The soothing voice of Celine Dion sang on the bus radio when a faint light from the window forced my eyes to crack open. She started her greatest hits with ‘My Heart Will Go On’ when I brushed the curtains aside and realised we have arrived in Lagawe. It was 6:00 in the morning when ‘Immortality’ almost serenaded me back to sleep, but her powering through ‘It’s All Coming Back to Me Now’ made me watch the roadside view instead. By the time I was mouthing the words to ‘That’s The Way It Is’ we have already arrived in our destination up north: Banaue.
A UNESCO World Heritage site and one of my favorite places in Luzon.
A week before the trip, I suddenly had the itch to travel without any specific plans on where to go. With a limited budget and no time to work on an itinerary, I browsed for available group tours or hikes that I could join for the following weekend. I wasn’t keen on hiking any mountain but the desperation for a quick weekend getaway overtook. Luckily, Trail Adventours had an overnight trip to Batad and coincidentally, my friend Osep was guiding the tour. So after making sure that I had enough budget to pay for an impromptu trip, I confirmed my attendance and asked around social media if anyone else was interested to join me (Hello, Ayra!). Now, if only hooking up would be just as easier for me.
Hire porters at Saddle Point to help carry your baggage. Pictured above was our teen guide, named Machete, strumming the guitar.
Rita’s Inn is known for the collage of photos pasted on the eatery’s front. Rita said that some of the photos left years ago, including mine, were destroyed by a storm.
It was my third time at this small village in Ifugao. Back in college, I had no idea what was in store for me because I have not heard of the place and I was unprepared for the trek that took place to reach the village. Since then I vowed never to come back and relive the physical stress the place brought to me. But years later, I found myself trekking the same beaten path with a friend and several strangers. Still, I told myself that would be the last time I set foot in that community no matter how breathtaking the view is from the porch of Rita’s Inn. On my second round, I didn’t even bother hike down to the waterfalls because I knew how strenuous that was.
Even though some of the meals were provided for at the inn, we would still hike up to Rita’s Inn to get some grub. Their pizzas are a must-try!
Imagine waking up to this view every morning. Photos by Ayra Michelle Santiago
Accommodations are limited to lodges, inns, and native huts in Batad and rates can go from P200 to P300 for a basic room. No air-conditioning needed!
See, getting to Batad is not as easy as one would think. Even though it’s an hour away from Banaue by jeep, the road was not always as smoothly paved as it is now. On my first two trips, I had to rock and roll with the jeep as it awkwardly attempted to run across the numerous bumps on the dirt road. And it’s twice as uncomfortable when you’re toploading the vehicle, forced to endure the pain of steel bars rubbing against your bony ass.
Arriving at the Saddle Point means the actual hike on foot begins. Depending on the speed of your group, getting to the town proper of Batad can be as quick as 45 minutes to a grueling hour or more. But once you reach the place, the amphitheatre would warmly welcome you and your sweaty inner thighs, so take a moment, and let the cool mountain breeze blowdry your wet underarms while you silently admire the view.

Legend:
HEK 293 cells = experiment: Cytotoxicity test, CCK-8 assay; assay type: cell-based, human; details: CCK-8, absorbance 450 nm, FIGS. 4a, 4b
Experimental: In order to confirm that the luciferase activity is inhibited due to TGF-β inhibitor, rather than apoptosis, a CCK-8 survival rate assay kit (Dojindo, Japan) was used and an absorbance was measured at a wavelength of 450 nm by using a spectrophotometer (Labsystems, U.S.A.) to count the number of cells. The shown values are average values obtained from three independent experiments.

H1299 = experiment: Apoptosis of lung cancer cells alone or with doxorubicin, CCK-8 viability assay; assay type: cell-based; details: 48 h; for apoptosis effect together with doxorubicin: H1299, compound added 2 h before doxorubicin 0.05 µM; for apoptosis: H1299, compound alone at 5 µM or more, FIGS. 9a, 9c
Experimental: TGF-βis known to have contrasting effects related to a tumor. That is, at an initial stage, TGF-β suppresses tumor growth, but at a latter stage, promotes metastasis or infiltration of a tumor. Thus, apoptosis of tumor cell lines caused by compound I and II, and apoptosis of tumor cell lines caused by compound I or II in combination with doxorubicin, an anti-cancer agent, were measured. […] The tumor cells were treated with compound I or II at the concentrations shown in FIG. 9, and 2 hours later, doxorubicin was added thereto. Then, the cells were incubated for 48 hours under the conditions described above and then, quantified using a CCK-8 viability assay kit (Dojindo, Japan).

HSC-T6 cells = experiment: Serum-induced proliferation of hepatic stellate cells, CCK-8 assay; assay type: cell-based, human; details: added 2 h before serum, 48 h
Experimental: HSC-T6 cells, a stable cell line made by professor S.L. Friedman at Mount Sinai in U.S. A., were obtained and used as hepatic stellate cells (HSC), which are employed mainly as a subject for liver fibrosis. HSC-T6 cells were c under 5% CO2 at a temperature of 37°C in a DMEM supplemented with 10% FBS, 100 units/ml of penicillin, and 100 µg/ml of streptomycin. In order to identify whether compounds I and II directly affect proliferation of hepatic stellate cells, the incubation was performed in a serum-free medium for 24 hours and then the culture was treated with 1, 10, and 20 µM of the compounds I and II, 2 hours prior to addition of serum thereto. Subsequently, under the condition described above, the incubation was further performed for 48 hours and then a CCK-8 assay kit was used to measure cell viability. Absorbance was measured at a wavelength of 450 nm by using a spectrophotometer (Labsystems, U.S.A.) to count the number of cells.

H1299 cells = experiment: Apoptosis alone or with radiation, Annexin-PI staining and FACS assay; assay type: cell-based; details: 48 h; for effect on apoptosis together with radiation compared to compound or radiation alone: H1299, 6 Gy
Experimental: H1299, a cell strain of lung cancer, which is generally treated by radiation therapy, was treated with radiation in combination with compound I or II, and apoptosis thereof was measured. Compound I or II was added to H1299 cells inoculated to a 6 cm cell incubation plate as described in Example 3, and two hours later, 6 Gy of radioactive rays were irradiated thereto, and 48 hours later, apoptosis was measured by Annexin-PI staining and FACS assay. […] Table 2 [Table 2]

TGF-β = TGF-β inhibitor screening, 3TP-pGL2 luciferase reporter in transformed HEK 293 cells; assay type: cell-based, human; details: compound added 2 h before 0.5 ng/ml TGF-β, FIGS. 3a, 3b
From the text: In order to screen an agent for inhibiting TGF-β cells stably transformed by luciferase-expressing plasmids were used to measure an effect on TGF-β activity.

Our group stayed at Simon’s Inn, arguably the largest ‘hostel’ in Batad. Their blankets are comfortable!
Stephanie, a foreign national who was in the Philippines for 3 months working with W.H.O. and saved all her weekends to tour around the country.
The locals believed that having photos taken of them would damage their souls so it is advised to always ask for permission before clicking that shutter.
The local government is currently building better roads leading to Batad, but that takes away from the experience of hiking the normal, much challenging route. Though I believe it is a much better reward to see the village’s view of the terraces after an hour of arduous hike, if this development would make things easier for the 1500 people living there, then it is a change that tourists must accept. I’m sure the lazier ones won’t mind an easier route anyway.
Accommodations provide the most basic of needs, the use of their electricity has corresponding charges, and the rates of beverages are unbelievably high (a can of Coke costs P60), but when you consider the time and effort it takes for them to bring these products up the mountain and down to their quaint village, the price hike becomes a tad understandable.
Osep, my colleague and lead guide of Trail Adventours during that hike.
The interior walls of Simon’s Inn were filled with memorabilias left by foreign and local travelers. All who fell in love with Batad.
Despite these factors, Batad was still as endearing as I remembered during my first date with her, especially with a view worth waking up to every morning. The people are friendly enough if the conversation is properly initiated. They don’t like it when tourists take photos of them without permission in belief that doing so will take away parts of their soul. But if you ask nicely, maybe they’ll let you take a snap or two.
With its rustic appeal, the lazy atmosphere, and the chill in my spine every time the rush of ice cold water touches my bare skin during morning showers, I have grown to love the place and have stopped making sweeping declarations on how I will never return to Batad. It’s only a matter of time before I let myself get dragged back to that familiar view.